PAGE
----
Susan Cianciolo’s Spirit Guides

Natural State, 2020, Paint, magazine pages and collage on paper 45 × 61 in.

Review by Olivia Whittick

Susan Cianciolo has been looking inside herself, searching for the joy and humanity in the quotidian, long before a time when we were all at home, driven by stress and confusion to get crafty and spiritual. And the fruits of her work are collected here, in her decade-spanning survey, “Spirit Guides: Paintings 1990 – 2020,” at Bridget Donahue. With works that are experienced like diary entries or scrapbook pages, corkboard collections of memories and moments, Cianciolo offers sketches of everyday divinity, of small joys and moments of peaceful self-exploration. 

From her early fashion drawings, to her textile-based “spirit guides,” Cianicolo continues to present a form of sincerity and appreciation for hand-mades that she instantiated with her cult RUN label in the mid-90s, one that is being celebrated by a new generation of young fashion designers. And with reason—Cianciolo brings fun back to fashion, wresting it from the commodification and over-consumption with which it has been tainted. She takes what’s old and makes it new, turns away from marketability towards pure craft.

Documentation of her show offers a stark room, like an ascetic’s austere quarters, a lone cot centred in the space. But the works themselves do not eschew decoration, but celebrate fashion as Cianciolo’s adjoining devotion. Bright primary colours point to the influence of her frequent collaborator, her young daughter Lilac, while sewn-up scraps of fabric and look-book collages are reminiscent, fittingly, of a designer’s mood-boarding. Dress Mirror frame, 2017-2018, uses cardboard, tape, scrap fabric, and a perfectly spliced cotton dress to create a border for your reflection.

With her more traditional paintings, and their titles like Time Doesn’t Exist, 1995 and This Earth We Walk Together, 2019 Cianciolo’s works feel prophetic, or at least perfectly apt for this moment, the sort of truisms we are clinging to now, hot-potatoing back and forth over social media. They seem put together with whatever materials were on hand, bits of paper taped together, figures exquisitely-corpsed from paints and pastel and pencil. Remember this brown packing tape? I forgot about it, although it definitely still exists so commonly I don’t think to even see it. Here I notice how beautiful it is. Its tint feels bygone. Cianciolo’s work balances the emotion of practicality with the sweetness that drives the pursuit of ornament. Hers is the soul of a ruffle or a hand-embroidered detail.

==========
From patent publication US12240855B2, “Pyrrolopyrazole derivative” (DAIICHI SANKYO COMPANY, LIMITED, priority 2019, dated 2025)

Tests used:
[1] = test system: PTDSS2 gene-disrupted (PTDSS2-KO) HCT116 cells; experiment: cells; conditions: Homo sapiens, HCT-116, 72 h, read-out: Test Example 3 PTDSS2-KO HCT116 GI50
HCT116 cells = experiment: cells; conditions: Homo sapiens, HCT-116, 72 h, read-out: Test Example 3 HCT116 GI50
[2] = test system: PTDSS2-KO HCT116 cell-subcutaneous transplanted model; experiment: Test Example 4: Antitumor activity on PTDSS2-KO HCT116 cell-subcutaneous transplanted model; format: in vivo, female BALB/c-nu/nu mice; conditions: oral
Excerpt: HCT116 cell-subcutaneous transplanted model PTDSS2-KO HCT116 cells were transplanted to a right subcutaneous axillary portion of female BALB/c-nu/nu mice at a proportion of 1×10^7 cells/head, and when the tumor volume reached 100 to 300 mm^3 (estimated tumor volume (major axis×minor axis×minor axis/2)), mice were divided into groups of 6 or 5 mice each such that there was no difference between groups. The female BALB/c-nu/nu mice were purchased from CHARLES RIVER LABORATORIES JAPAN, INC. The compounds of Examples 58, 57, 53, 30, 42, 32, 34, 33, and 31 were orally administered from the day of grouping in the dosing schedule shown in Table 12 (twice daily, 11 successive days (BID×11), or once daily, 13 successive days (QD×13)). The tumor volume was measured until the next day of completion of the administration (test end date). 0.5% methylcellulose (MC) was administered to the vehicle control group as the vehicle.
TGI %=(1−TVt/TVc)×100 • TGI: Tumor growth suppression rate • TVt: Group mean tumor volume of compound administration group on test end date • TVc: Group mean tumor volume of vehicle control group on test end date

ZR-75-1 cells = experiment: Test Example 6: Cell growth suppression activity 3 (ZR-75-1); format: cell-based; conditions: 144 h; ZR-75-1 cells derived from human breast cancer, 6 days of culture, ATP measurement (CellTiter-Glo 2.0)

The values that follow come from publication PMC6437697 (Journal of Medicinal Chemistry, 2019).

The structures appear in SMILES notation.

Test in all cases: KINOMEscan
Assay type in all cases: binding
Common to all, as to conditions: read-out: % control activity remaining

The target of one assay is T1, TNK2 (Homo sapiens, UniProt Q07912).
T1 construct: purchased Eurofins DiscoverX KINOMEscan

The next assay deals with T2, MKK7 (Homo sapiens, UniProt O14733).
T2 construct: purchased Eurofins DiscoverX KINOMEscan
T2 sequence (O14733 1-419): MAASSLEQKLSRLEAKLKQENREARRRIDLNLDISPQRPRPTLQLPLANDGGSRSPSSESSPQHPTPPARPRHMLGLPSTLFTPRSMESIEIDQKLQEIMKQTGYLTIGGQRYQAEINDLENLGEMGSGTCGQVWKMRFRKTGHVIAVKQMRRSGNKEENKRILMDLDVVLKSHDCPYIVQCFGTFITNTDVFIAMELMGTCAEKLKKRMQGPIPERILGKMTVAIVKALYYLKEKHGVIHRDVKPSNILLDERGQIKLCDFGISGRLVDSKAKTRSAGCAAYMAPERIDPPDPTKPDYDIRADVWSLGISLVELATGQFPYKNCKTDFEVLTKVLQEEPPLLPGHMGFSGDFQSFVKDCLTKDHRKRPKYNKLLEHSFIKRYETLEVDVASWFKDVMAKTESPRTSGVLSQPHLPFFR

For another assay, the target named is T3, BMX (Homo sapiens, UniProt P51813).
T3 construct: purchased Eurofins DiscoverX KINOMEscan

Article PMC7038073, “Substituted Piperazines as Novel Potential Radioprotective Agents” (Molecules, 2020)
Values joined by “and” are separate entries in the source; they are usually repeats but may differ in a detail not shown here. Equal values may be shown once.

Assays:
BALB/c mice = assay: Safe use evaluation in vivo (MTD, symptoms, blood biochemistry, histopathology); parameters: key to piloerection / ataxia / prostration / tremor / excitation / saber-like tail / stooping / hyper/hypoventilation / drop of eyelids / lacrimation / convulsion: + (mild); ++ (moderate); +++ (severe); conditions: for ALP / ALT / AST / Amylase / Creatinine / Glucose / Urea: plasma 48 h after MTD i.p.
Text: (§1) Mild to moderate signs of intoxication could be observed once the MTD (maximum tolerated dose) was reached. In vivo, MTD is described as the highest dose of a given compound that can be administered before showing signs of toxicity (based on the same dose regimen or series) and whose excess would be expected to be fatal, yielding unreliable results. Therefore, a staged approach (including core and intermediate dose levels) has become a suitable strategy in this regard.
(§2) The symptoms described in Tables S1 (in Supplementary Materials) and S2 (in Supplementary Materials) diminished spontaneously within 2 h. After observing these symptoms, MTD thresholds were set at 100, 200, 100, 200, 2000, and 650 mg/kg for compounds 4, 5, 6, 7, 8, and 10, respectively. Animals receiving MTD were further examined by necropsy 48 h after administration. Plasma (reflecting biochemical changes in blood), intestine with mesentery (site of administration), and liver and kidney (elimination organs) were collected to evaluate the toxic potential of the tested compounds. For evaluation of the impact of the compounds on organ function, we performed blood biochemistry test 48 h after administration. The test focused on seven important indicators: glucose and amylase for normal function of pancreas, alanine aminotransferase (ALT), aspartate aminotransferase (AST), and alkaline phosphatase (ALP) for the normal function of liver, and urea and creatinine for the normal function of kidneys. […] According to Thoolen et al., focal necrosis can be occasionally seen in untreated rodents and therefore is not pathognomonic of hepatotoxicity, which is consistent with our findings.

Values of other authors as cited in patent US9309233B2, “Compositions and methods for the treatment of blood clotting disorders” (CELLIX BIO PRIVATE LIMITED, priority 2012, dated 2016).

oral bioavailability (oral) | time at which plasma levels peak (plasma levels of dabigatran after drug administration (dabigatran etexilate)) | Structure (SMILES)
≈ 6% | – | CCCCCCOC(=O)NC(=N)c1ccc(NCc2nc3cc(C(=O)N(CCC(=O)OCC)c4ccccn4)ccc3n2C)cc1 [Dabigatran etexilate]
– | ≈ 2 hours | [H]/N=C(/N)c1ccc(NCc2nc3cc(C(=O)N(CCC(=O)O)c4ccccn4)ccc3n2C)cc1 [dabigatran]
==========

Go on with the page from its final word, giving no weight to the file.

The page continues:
Cianciolo positions making in way that isn’t so much precious as it is respectful, honouring a very personal and unpretentious approach to assembling, one that is being exalted in the world at this very moment, as we return value to what we are able to make for ourselves. To imagine Cianciolo’s show up without any visitors, an empty room filled with her joyful works, her glamorous women in their paper poses, is somehow so fitting. The show becomes for the viewer exactly what the work was for the artist—a place to escape to in your mind. 

Thank You, 2020, Paint, tape and collage on paper 71 × 103 in.

Restlessness and Life Does Not Exist, 2019, Acrylic and collage on wood 20 1/2 × 15.6875 in.

Dress Mirror frame, 2017-2018 Mixed textile 72 × 24 in.

My Existence Exists in Myself, 2020, Cloth, thread, paint, tape and collage on paper 51 × 87 in.

Life is Temporary, 2020, Wood, cloth, safety pin, paper, collage 18 × 27 1/2 × 77 in.

Non Dynamic, 2020, Masking tape, paint and collage on paper 41 1/2 × 51 1/2 in.

Time Doesn’t Exist, 1995, Mixed Media on paper 10 works on paper, each: 11 × 8 1/2 in.

Time Doesn’t Exist, 1995, Mixed Media on paper 10 works on paper, each: 11 × 8 1/2 in.

Rhode Island Plant Society Fold Out, 1998, Ink, brown tape, collage on paper 10 1/4 × 29 3/4 in.

Guides, You are a Keeper, 2019, Water-based paint on canvas 16 × 20 × 3/4 in.

This Earth We Walk Together, 2019 Water-based paint and collage on paper 24 1/2 × 15 1/4 in.

Images:
Susan Cianciolo, “Spirit Guides: Paintings 1990 – 2020”, February 9 – March 29, 2020, Bridget Donahue, New York, photo by Gregory Carideo, copyright Susan Cianciolo, courtesy of the artist and Bridget Donahue, NYC